To refrigerate or not to refrigerate, that is the question. For most, the decision on whether to put your groceries in the pantry or the fridge comes entirely down to preference. But did you know that with some foods, there are hard and fast rules when it comes to storage? From the contentious tomato sauce debate to the surprising advice for maple syrup, nutritional scientist Dr. Flavia is breaking down how to store all your condiments.
Tomato sauce and barbeque sauce
Tomato and barbeque sauce lovers fall into two categories – fridge or cupboard. According to Dr. Flavia, the answer is both.
“These sauces are typically very acidic and full of preservatives that provide some protection from spoiling,” she explains to The Weekly. “BUT, storing them in the fridge after opening can prolong their shelf life and maintain the quality and taste that you expect – especially with the high temperatures in summer in Australia!”
However, if your sauce is homemade, Dr. Flavia says it’s best to store it at a lower temperature to extend the shelf life.
Again, this is divisive but in the name of science, Vegemite should generally be stored in the pantry.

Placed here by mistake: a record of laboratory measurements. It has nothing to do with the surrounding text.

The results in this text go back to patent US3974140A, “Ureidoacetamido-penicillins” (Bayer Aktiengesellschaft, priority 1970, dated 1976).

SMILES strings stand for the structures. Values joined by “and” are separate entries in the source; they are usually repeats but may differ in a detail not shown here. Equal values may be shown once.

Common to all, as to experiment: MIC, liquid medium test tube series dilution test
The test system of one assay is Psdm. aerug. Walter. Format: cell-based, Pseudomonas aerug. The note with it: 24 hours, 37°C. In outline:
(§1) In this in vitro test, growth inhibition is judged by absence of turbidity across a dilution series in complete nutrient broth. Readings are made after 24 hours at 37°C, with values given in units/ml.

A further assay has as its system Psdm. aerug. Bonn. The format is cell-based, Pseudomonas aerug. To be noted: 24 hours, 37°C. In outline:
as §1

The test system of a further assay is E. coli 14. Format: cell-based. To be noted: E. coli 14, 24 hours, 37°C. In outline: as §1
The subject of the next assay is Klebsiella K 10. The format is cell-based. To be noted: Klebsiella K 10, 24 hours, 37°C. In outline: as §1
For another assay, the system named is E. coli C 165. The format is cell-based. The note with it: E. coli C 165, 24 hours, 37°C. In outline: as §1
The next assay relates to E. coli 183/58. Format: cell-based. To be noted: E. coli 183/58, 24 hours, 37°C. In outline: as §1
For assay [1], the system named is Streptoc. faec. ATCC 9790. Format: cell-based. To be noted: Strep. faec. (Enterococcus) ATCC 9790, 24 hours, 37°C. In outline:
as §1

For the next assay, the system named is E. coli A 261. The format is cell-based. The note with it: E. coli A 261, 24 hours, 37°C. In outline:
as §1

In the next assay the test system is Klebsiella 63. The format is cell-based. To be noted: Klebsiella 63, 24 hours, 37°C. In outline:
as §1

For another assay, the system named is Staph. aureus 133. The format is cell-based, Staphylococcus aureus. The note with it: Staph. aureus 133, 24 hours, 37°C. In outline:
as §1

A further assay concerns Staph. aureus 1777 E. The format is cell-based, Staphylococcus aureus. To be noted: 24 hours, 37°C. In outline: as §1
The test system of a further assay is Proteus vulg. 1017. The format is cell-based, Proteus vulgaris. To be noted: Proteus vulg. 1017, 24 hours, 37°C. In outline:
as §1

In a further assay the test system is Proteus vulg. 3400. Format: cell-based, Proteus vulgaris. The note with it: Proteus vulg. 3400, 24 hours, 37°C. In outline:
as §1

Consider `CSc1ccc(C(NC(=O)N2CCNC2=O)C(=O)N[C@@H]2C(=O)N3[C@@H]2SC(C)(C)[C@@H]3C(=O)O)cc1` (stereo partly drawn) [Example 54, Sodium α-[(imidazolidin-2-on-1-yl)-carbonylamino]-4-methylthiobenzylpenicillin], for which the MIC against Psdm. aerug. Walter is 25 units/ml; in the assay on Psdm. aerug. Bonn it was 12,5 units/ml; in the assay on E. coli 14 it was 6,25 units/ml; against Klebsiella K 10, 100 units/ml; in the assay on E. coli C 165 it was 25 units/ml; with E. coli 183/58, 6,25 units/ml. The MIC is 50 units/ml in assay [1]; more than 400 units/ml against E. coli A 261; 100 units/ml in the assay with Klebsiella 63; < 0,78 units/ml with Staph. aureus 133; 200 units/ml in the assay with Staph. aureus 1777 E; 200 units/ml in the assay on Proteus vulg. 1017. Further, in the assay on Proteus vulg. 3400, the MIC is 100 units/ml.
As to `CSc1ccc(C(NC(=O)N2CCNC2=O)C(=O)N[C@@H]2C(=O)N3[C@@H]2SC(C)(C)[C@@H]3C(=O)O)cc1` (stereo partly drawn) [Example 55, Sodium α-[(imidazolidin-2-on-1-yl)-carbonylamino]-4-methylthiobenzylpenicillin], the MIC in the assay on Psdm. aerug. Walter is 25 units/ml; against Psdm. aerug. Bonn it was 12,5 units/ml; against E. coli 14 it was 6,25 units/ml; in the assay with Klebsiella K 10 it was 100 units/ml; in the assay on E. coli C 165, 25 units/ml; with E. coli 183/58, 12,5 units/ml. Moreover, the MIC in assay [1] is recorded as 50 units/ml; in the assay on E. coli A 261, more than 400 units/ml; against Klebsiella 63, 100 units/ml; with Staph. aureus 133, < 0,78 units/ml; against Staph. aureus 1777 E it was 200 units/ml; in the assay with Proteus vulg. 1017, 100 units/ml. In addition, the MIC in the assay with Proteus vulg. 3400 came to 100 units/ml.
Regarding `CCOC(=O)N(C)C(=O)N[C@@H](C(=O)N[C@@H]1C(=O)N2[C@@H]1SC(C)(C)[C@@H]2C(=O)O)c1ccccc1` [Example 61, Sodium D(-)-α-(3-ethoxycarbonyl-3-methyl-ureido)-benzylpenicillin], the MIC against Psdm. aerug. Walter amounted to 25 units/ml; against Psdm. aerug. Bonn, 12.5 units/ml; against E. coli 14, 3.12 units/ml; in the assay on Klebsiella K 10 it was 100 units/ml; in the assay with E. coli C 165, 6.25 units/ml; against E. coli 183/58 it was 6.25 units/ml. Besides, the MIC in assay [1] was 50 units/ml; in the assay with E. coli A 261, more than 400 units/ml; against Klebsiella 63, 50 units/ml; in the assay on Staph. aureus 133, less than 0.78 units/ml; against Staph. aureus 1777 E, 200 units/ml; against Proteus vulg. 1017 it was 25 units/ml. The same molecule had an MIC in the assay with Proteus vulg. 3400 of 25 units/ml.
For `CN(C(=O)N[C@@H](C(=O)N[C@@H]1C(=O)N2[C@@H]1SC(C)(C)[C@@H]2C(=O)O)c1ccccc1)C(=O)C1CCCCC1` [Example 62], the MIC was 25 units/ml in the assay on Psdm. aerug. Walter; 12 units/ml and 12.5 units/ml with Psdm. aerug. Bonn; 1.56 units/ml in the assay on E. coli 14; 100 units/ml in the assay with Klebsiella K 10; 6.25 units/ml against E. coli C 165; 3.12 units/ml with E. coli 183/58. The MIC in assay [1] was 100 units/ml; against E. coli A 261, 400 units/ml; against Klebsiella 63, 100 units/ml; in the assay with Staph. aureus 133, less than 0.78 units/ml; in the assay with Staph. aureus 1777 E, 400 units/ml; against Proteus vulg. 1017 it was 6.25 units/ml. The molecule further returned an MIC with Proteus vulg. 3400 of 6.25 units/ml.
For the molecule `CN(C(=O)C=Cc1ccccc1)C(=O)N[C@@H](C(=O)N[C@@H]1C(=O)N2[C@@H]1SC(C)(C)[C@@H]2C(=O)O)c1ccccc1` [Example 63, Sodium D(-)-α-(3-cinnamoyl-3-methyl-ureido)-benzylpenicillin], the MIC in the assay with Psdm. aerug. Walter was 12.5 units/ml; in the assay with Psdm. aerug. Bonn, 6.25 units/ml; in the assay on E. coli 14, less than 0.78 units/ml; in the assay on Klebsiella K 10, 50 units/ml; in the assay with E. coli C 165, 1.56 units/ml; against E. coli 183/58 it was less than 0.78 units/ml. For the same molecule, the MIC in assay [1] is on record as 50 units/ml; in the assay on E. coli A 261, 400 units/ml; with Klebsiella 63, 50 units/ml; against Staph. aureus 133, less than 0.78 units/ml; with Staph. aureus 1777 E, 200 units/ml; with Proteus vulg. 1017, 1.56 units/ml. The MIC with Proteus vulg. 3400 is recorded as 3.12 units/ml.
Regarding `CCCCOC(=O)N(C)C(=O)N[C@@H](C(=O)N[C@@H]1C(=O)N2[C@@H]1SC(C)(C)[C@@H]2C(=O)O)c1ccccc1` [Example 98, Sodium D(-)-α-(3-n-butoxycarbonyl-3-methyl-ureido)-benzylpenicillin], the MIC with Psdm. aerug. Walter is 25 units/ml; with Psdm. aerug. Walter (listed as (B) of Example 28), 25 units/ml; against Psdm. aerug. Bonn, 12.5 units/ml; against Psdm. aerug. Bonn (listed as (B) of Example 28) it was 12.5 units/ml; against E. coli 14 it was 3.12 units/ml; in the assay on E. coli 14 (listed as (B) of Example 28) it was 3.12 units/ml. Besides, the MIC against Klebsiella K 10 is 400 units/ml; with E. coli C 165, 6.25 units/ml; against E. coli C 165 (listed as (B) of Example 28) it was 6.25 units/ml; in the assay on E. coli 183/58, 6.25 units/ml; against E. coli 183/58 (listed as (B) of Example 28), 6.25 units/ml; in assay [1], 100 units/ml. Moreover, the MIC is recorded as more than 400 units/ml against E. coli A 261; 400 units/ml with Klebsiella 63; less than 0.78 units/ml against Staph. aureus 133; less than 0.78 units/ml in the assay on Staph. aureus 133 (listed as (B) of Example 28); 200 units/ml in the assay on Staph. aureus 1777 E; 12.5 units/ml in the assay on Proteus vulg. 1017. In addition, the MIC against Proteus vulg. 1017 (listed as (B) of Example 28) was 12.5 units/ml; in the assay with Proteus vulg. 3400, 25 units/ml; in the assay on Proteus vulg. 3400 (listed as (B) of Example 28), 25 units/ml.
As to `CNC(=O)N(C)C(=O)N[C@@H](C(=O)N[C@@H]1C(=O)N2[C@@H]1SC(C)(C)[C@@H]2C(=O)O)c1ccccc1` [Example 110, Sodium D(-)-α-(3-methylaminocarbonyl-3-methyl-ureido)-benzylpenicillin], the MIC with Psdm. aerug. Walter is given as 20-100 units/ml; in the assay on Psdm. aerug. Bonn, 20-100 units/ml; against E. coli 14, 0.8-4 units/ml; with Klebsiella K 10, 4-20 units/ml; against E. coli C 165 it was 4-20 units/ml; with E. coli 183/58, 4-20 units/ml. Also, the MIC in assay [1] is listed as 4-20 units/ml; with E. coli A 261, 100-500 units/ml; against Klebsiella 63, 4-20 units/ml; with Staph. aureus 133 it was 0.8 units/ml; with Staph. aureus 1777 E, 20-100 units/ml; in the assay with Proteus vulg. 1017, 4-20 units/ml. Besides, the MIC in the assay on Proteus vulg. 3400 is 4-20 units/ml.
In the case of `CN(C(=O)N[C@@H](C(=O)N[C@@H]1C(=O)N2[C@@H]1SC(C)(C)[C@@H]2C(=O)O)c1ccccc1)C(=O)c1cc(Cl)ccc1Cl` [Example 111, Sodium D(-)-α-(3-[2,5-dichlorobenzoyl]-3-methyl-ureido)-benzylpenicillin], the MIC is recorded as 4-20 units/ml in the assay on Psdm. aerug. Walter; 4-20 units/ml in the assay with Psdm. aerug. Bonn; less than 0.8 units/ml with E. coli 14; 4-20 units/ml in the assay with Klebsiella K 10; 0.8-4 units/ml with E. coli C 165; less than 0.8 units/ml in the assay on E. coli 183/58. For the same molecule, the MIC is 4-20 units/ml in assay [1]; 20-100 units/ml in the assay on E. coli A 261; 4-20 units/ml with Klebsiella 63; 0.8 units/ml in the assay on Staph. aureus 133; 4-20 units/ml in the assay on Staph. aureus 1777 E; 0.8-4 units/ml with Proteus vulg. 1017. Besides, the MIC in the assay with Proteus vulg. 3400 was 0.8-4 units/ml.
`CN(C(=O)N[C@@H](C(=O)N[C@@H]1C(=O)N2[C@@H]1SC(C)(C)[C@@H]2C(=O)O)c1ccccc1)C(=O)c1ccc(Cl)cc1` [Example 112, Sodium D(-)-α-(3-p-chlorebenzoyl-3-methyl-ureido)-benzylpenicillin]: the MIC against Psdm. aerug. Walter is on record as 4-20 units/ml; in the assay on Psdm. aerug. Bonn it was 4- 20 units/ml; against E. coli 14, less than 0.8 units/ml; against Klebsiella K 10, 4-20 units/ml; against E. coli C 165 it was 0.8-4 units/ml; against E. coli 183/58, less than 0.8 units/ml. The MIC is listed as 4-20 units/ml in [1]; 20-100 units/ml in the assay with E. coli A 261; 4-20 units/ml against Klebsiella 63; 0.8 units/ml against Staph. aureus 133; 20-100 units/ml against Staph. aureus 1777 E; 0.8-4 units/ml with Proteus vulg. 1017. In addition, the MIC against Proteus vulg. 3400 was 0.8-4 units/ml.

“Vegemite has a high salt content, which makes it less prone to microbial growth and can be stored at room temperature. However, refrigeration won’t harm it,” Dr. Flavia says.
This particular condiment does not need refrigeration, in fact, putting in the fridge can cause it to crystallise faster.
“Honey naturally resists spoilage due to its low moisture content and antimicrobial properties, so therefore it does not require refrigeration,” Dr. Flavia adds.
Conversely, pure maple syrup actually needs to be refrigerated because it has no preservatives and is therefore susceptible to mould growth.
Mustard is another condiment where there’s no solid ‘rule’. But Dr. Flavia recommends the fridge.
“Mustard can be stored at room temperature, but like tomato sauce, refrigeration helps maintain its flavour for longer.”
Unless you’re keeping your butter in a butter bell, it needs to be refrigerated.
“Butter can be safely left out for short periods due to its pasteurisation and salt content. However, storage in the fridge is recommended to maintain its freshness and prevent it going rancid,” Dr. Flavia advises.
“Commercial peanut butter can be stored at room temperature due to its low moisture content and preservatives,” Dr. Flavia explains.
However, if it’s a natural peanut butter, it will need to go into the fridge. “Natural peanut butters without preservatives will last longer in the fridge as it prevents the oil from separating and going rancid,” she adds.
“This is due to the natural unsaturated oils that are more prone to going rancid.”